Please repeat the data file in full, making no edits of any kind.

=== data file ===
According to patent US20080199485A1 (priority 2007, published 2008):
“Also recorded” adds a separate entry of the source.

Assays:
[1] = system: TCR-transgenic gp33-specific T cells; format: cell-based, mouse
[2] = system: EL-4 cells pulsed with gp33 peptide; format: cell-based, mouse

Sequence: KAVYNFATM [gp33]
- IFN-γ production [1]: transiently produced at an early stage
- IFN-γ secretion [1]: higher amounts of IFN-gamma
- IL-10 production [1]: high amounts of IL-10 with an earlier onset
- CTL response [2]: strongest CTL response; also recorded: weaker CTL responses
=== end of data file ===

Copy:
According to patent US20080199485A1 (priority 2007, published 2008):
“Also recorded” adds a separate entry of the source.

Assays:
[1] = system: TCR-transgenic gp33-specific T cells; format: cell-based, mouse
[2] = system: EL-4 cells pulsed with gp33 peptide; format: cell-based, mouse

Sequence: KAVYNFATM [gp33]
- IFN-γ production [1]: transiently produced at an early stage
- IFN-γ secretion [1]: higher amounts of IFN-gamma
- IL-10 production [1]: high amounts of IL-10 with an earlier onset
- CTL response [2]: strongest CTL response; also recorded: weaker CTL responses